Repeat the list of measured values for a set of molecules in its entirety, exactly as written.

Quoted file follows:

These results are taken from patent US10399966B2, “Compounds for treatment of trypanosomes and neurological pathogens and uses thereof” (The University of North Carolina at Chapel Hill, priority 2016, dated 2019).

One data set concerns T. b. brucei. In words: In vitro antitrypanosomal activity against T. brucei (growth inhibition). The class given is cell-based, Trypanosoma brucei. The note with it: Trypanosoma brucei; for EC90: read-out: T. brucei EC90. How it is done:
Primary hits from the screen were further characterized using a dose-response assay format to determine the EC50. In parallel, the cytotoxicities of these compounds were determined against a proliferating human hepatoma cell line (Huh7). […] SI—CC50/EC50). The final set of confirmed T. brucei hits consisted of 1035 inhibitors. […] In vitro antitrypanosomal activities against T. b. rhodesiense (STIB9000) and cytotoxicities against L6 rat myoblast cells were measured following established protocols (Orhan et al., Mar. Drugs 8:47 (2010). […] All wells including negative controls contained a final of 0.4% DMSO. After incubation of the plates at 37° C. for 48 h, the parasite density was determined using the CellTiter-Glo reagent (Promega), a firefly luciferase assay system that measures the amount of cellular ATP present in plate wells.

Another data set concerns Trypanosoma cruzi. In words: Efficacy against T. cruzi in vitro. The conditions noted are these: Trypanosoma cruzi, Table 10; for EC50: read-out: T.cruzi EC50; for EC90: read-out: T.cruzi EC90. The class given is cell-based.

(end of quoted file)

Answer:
These results are taken from patent US10399966B2, “Compounds for treatment of trypanosomes and neurological pathogens and uses thereof” (The University of North Carolina at Chapel Hill, priority 2016, dated 2019).

One data set concerns T. b. brucei. In words: In vitro antitrypanosomal activity against T. brucei (growth inhibition). The class given is cell-based, Trypanosoma brucei. The note with it: Trypanosoma brucei; for EC90: read-out: T. brucei EC90. How it is done:
Primary hits from the screen were further characterized using a dose-response assay format to determine the EC50. In parallel, the cytotoxicities of these compounds were determined against a proliferating human hepatoma cell line (Huh7). […] SI—CC50/EC50). The final set of confirmed T. brucei hits consisted of 1035 inhibitors. […] In vitro antitrypanosomal activities against T. b. rhodesiense (STIB9000) and cytotoxicities against L6 rat myoblast cells were measured following established protocols (Orhan et al., Mar. Drugs 8:47 (2010). […] All wells including negative controls contained a final of 0.4% DMSO. After incubation of the plates at 37° C. for 48 h, the parasite density was determined using the CellTiter-Glo reagent (Promega), a firefly luciferase assay system that measures the amount of cellular ATP present in plate wells.

Another data set concerns Trypanosoma cruzi. In words: Efficacy against T. cruzi in vitro. The conditions noted are these: Trypanosoma cruzi, Table 10; for EC50: read-out: T.cruzi EC50; for EC90: read-out: T.cruzi EC90. The class given is cell-based.